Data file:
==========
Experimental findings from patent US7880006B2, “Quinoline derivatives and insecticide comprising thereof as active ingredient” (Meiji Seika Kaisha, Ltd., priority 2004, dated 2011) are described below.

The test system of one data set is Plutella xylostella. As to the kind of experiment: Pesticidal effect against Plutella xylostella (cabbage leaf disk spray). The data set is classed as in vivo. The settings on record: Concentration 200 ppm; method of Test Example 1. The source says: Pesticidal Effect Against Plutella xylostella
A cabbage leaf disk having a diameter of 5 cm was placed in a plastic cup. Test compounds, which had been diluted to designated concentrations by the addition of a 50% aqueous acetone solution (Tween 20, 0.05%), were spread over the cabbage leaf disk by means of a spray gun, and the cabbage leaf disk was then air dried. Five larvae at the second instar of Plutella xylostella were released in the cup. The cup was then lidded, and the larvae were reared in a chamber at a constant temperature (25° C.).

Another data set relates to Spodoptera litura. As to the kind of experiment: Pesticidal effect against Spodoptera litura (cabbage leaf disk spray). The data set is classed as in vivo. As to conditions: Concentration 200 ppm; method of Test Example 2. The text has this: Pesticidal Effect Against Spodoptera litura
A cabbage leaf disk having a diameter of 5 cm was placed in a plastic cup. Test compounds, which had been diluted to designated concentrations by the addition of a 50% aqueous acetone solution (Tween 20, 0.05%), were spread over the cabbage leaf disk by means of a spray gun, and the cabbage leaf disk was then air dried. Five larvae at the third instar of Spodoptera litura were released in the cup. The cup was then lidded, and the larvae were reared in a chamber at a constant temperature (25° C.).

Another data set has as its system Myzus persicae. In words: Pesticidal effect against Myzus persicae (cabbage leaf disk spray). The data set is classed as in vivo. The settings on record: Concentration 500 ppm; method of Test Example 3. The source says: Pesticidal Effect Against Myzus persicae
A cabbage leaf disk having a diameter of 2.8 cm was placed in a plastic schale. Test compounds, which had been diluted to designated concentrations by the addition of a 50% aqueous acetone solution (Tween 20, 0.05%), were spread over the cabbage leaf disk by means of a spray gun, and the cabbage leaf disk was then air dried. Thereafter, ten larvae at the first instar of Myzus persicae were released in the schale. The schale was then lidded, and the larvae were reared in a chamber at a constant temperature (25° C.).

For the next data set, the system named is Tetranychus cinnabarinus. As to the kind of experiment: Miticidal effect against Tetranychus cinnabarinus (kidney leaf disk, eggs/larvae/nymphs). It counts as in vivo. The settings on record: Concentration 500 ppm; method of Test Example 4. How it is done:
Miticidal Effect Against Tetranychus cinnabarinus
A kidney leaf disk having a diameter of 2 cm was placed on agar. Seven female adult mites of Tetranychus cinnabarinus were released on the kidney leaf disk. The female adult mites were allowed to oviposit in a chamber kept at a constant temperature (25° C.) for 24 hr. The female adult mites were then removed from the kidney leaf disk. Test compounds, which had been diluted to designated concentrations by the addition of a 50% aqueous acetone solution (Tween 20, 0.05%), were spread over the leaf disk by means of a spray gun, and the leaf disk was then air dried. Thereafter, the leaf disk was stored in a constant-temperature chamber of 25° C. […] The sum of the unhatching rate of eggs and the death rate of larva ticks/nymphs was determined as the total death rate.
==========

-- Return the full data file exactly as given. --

Experimental findings from patent US7880006B2, “Quinoline derivatives and insecticide comprising thereof as active ingredient” (Meiji Seika Kaisha, Ltd., priority 2004, dated 2011) are described below.

The test system of one data set is Plutella xylostella. As to the kind of experiment: Pesticidal effect against Plutella xylostella (cabbage leaf disk spray). The data set is classed as in vivo. The settings on record: Concentration 200 ppm; method of Test Example 1. The source says: Pesticidal Effect Against Plutella xylostella
A cabbage leaf disk having a diameter of 5 cm was placed in a plastic cup. Test compounds, which had been diluted to designated concentrations by the addition of a 50% aqueous acetone solution (Tween 20, 0.05%), were spread over the cabbage leaf disk by means of a spray gun, and the cabbage leaf disk was then air dried. Five larvae at the second instar of Plutella xylostella were released in the cup. The cup was then lidded, and the larvae were reared in a chamber at a constant temperature (25° C.).

Another data set relates to Spodoptera litura. As to the kind of experiment: Pesticidal effect against Spodoptera litura (cabbage leaf disk spray). The data set is classed as in vivo. As to conditions: Concentration 200 ppm; method of Test Example 2. The text has this: Pesticidal Effect Against Spodoptera litura
A cabbage leaf disk having a diameter of 5 cm was placed in a plastic cup. Test compounds, which had been diluted to designated concentrations by the addition of a 50% aqueous acetone solution (Tween 20, 0.05%), were spread over the cabbage leaf disk by means of a spray gun, and the cabbage leaf disk was then air dried. Five larvae at the third instar of Spodoptera litura were released in the cup. The cup was then lidded, and the larvae were reared in a chamber at a constant temperature (25° C.).

Another data set has as its system Myzus persicae. In words: Pesticidal effect against Myzus persicae (cabbage leaf disk spray). The data set is classed as in vivo. The settings on record: Concentration 500 ppm; method of Test Example 3. The source says: Pesticidal Effect Against Myzus persicae
A cabbage leaf disk having a diameter of 2.8 cm was placed in a plastic schale. Test compounds, which had been diluted to designated concentrations by the addition of a 50% aqueous acetone solution (Tween 20, 0.05%), were spread over the cabbage leaf disk by means of a spray gun, and the cabbage leaf disk was then air dried. Thereafter, ten larvae at the first instar of Myzus persicae were released in the schale. The schale was then lidded, and the larvae were reared in a chamber at a constant temperature (25° C.).

For the next data set, the system named is Tetranychus cinnabarinus. As to the kind of experiment: Miticidal effect against Tetranychus cinnabarinus (kidney leaf disk, eggs/larvae/nymphs). It counts as in vivo. The settings on record: Concentration 500 ppm; method of Test Example 4. How it is done:
Miticidal Effect Against Tetranychus cinnabarinus
A kidney leaf disk having a diameter of 2 cm was placed on agar. Seven female adult mites of Tetranychus cinnabarinus were released on the kidney leaf disk. The female adult mites were allowed to oviposit in a chamber kept at a constant temperature (25° C.) for 24 hr. The female adult mites were then removed from the kidney leaf disk. Test compounds, which had been diluted to designated concentrations by the addition of a 50% aqueous acetone solution (Tween 20, 0.05%), were spread over the leaf disk by means of a spray gun, and the leaf disk was then air dried. Thereafter, the leaf disk was stored in a constant-temperature chamber of 25° C. […] The sum of the unhatching rate of eggs and the death rate of larva ticks/nymphs was determined as the total death rate.